UK house prices climbed 1.8 per cent higher in August compared to the same time last year, Halifax’s House Price Index revealed today.
That is the fastest rate of growth since April’s 2.6 per cent increase, Halifax’s figures showed.
However, revisions to modernise Halifax’s measure means previous lofty growth of 4.1 per cent in July has been downgraded to just 1.5 per cent.
That spelled out challenges for the UK property market as Halifax found that UK house prices rose just 0.3 per cent month to month in August.
Meanwhile quarterly growth climbed just 0.1 per cent to leave the average UK house price at £233,541 – little better than July’s £232,876.
Halifax warned that the main driver of UK house prices remains a “dearth of available properties”.
Russell Galley, managing director of Halifax, said:
There was no real shift in house prices in August. This further extends the predominantly flat trend we’ve seen over the last six months, with the average house price having barely changed since March.
While ongoing economic uncertainty continues to weigh on consumer sentiment – with evidence of both buyers and sellers exercising some caution – a number of important underlying factors such as affordability and employment remain strong.
Although the housing market will undoubtedly be influenced by events in the wider economy, it continues to show a degree of resilience for the time being. We should also not lose sight of the fact that the single biggest driver of both prices and activity over the longer-term remains the dearth of available properties to meet demand from buyers.
Lack of supply fuels UK house prices growth
Mark Harris, chief executive of mortgage broker SPF Private Clients, agreed with Halifax that a shortage of available properties is boosting the market amid Brexit uncertainty.
“Lack of supply, an issue which shows no sign of being resolved anytime soon, is supporting property prices, despite all the political and economic uncertainty,” he said.
“Mortgages remain cheap, with lenders cutting rates even further this week as Swap rates continue to fall.”
Jeremy Leaf, a north London estate agent and former chairman of the Royal Institution of Chartered Surveyors (Rics), said only sellers “prepared to negotiate hard” are making sales.
Lucy Pendleton, founder of James Pendleton estate agent, warned that the way sellers think about their homes is at least partly responsible for the meagre number of homes on the market as prices fall.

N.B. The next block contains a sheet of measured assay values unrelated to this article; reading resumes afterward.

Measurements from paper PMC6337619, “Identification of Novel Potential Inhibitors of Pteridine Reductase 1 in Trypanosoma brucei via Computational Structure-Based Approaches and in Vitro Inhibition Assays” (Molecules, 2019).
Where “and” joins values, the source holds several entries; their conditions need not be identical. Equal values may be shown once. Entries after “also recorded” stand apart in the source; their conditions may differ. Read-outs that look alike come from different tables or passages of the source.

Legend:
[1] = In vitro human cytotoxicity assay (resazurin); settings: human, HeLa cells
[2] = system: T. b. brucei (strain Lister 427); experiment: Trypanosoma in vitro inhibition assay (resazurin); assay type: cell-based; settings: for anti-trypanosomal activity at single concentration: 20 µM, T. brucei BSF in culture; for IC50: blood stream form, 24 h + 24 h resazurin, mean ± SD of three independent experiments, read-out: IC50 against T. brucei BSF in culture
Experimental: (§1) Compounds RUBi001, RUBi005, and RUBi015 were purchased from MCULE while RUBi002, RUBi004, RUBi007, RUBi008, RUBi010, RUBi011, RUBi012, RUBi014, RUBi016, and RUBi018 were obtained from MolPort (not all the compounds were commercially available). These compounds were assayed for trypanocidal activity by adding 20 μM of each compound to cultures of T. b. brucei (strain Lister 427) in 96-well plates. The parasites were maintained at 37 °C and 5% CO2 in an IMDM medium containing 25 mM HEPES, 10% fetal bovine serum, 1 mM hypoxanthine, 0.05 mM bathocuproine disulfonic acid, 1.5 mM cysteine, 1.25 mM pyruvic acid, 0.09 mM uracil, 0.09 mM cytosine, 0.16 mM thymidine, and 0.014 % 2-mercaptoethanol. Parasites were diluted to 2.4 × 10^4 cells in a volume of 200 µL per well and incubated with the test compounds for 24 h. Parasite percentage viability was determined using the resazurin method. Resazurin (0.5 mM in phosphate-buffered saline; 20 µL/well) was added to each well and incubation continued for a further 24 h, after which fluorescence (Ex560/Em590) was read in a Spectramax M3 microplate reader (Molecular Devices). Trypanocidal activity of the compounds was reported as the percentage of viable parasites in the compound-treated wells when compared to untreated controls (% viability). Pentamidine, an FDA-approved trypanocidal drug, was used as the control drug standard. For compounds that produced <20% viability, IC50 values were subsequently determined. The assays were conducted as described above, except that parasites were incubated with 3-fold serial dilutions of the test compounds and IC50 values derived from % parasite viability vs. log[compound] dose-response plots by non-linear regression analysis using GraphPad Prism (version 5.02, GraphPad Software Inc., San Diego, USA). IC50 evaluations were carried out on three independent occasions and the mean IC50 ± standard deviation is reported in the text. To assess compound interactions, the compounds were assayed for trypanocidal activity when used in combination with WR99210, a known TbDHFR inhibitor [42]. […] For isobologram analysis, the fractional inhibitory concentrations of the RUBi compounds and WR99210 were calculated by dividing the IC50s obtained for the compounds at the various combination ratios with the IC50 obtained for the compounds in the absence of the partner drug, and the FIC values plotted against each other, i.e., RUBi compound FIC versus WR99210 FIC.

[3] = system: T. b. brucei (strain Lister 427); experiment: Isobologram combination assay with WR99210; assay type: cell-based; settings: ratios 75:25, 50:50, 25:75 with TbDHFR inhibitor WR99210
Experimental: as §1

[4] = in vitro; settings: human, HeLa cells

“People view their home as a piggy bank which can accept money from everyone but shouldn’t be opened by anyone but them,” she said.
“The tendency to think of capital growth in homes as money earned instead of profit yet to be realised is one of the enduring traps sellers fall into.”
Brexit ‘slams door’ on UK house prices
Halifax’s UK house prices measure has slipped back from some incredibly high annual growth figures to show annual growth below the rate of inflation.
Pendleton warned that Brexit uncertainty is continuing to press down on prices.
“Brexit has slammed the door on the property market’s fingers, leaving a crack through which only modest price growth can be achieved,” she warned.
“The market has continued its idling path to what feels like an inevitable grinding halt. It’s very hard to read sentiment at times like this and that’s partly because housing markets fall quickly when they do retreat but have a tendency to bump along for a while with tiny rates of growth beforehand in the absence of a major economic shock.”
No autumn bounce for UK house prices
While August’s 1.8 per cent increase in UK house prices is the biggest annual rise recorded by Halifax since April’s 2.6 per cent increase, experts warned worse could com,e
Pantheon Macroeconomics’ chief UK economist Samuel Tombs said UK house prices could pick up, but that they won’t see the huge jumps in value that have underpinned London and the south east for years.
“We continue to expect house prices to rise at around a two per cent year-over-year rate over the coming months, as falling mortgage rates and momentum in nominal wage growth counterbalance the impact of Brexit and political uncertainty on buyers’ confidence,” he said.
Gareth Lewis, commercial director of property lender MT Finance, added that this could be the “new norm” for the property market.
“Gone are the spikes in pricing, the unpredictable boom and bust, replaced with a more positive, sustainable performance of two or three per cent growth in line with inflation,” he said.
“There is that worry that the mess unfolding in Parliament means there won’t be an autumn bounce this year but consumer confidence is proving to be remarkably resilient,” he added.
“Lenders are still chasing market share, which is being reflected in cheaper mortgage rates and high-street lenders looking at specialist lending to boost their margins.”
House prices rose just 0.3 per cent on a monthly basis, however, and growth hit just 0.1 per cent in the three months to the end of August, compared to the quarter before.